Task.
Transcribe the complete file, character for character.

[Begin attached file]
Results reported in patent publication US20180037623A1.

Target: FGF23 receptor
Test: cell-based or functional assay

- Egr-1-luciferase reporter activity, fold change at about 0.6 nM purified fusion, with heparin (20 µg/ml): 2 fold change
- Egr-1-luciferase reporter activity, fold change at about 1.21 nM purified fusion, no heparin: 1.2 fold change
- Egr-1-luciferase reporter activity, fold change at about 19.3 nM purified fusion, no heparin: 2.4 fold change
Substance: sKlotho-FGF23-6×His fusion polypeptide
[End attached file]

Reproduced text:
Results reported in patent publication US20180037623A1.

Target: FGF23 receptor
Test: cell-based or functional assay

- Egr-1-luciferase reporter activity, fold change at about 0.6 nM purified fusion, with heparin (20 µg/ml): 2 fold change
- Egr-1-luciferase reporter activity, fold change at about 1.21 nM purified fusion, no heparin: 1.2 fold change
- Egr-1-luciferase reporter activity, fold change at about 19.3 nM purified fusion, no heparin: 2.4 fold change
Substance: sKlotho-FGF23-6×His fusion polypeptide